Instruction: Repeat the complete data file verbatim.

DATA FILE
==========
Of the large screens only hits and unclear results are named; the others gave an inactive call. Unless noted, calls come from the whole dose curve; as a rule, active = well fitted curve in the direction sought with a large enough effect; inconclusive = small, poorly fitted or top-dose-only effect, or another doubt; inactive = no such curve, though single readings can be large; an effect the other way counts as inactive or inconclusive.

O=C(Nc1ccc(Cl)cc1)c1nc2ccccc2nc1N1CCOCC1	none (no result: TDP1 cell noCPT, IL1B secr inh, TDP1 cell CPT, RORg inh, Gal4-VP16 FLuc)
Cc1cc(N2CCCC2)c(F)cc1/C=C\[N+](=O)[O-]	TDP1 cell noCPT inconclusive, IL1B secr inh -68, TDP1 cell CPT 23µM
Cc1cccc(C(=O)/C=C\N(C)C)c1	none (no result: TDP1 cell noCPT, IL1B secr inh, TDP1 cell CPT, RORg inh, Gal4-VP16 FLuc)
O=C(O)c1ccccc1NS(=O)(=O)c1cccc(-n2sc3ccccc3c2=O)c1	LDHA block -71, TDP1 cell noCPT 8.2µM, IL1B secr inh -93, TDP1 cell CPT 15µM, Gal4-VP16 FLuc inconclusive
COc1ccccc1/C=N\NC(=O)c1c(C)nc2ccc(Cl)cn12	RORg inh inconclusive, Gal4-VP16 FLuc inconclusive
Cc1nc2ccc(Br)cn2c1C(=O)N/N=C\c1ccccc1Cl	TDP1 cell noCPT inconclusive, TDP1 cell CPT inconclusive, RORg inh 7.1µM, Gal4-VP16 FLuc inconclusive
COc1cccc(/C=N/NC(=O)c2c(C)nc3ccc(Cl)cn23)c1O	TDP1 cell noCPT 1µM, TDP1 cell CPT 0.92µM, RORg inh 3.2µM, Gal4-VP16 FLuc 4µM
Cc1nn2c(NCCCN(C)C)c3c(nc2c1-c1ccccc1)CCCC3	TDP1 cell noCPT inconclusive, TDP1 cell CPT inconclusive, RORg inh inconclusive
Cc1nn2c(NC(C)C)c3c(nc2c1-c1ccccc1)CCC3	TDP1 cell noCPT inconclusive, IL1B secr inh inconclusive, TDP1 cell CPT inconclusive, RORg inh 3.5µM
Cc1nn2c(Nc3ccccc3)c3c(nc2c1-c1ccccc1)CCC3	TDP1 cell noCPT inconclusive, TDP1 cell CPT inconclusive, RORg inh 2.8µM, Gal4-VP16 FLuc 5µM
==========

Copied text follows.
Of the large screens only hits and unclear results are named; the others gave an inactive call. Unless noted, calls come from the whole dose curve; as a rule, active = well fitted curve in the direction sought with a large enough effect; inconclusive = small, poorly fitted or top-dose-only effect, or another doubt; inactive = no such curve, though single readings can be large; an effect the other way counts as inactive or inconclusive.

O=C(Nc1ccc(Cl)cc1)c1nc2ccccc2nc1N1CCOCC1	none (no result: TDP1 cell noCPT, IL1B secr inh, TDP1 cell CPT, RORg inh, Gal4-VP16 FLuc)
Cc1cc(N2CCCC2)c(F)cc1/C=C\[N+](=O)[O-]	TDP1 cell noCPT inconclusive, IL1B secr inh -68, TDP1 cell CPT 23µM
Cc1cccc(C(=O)/C=C\N(C)C)c1	none (no result: TDP1 cell noCPT, IL1B secr inh, TDP1 cell CPT, RORg inh, Gal4-VP16 FLuc)
O=C(O)c1ccccc1NS(=O)(=O)c1cccc(-n2sc3ccccc3c2=O)c1	LDHA block -71, TDP1 cell noCPT 8.2µM, IL1B secr inh -93, TDP1 cell CPT 15µM, Gal4-VP16 FLuc inconclusive
COc1ccccc1/C=N\NC(=O)c1c(C)nc2ccc(Cl)cn12	RORg inh inconclusive, Gal4-VP16 FLuc inconclusive
Cc1nc2ccc(Br)cn2c1C(=O)N/N=C\c1ccccc1Cl	TDP1 cell noCPT inconclusive, TDP1 cell CPT inconclusive, RORg inh 7.1µM, Gal4-VP16 FLuc inconclusive
COc1cccc(/C=N/NC(=O)c2c(C)nc3ccc(Cl)cn23)c1O	TDP1 cell noCPT 1µM, TDP1 cell CPT 0.92µM, RORg inh 3.2µM, Gal4-VP16 FLuc 4µM
Cc1nn2c(NCCCN(C)C)c3c(nc2c1-c1ccccc1)CCCC3	TDP1 cell noCPT inconclusive, TDP1 cell CPT inconclusive, RORg inh inconclusive
Cc1nn2c(NC(C)C)c3c(nc2c1-c1ccccc1)CCC3	TDP1 cell noCPT inconclusive, IL1B secr inh inconclusive, TDP1 cell CPT inconclusive, RORg inh 3.5µM
Cc1nn2c(Nc3ccccc3)c3c(nc2c1-c1ccccc1)CCC3	TDP1 cell noCPT inconclusive, TDP1 cell CPT inconclusive, RORg inh 2.8µM, Gal4-VP16 FLuc 5µM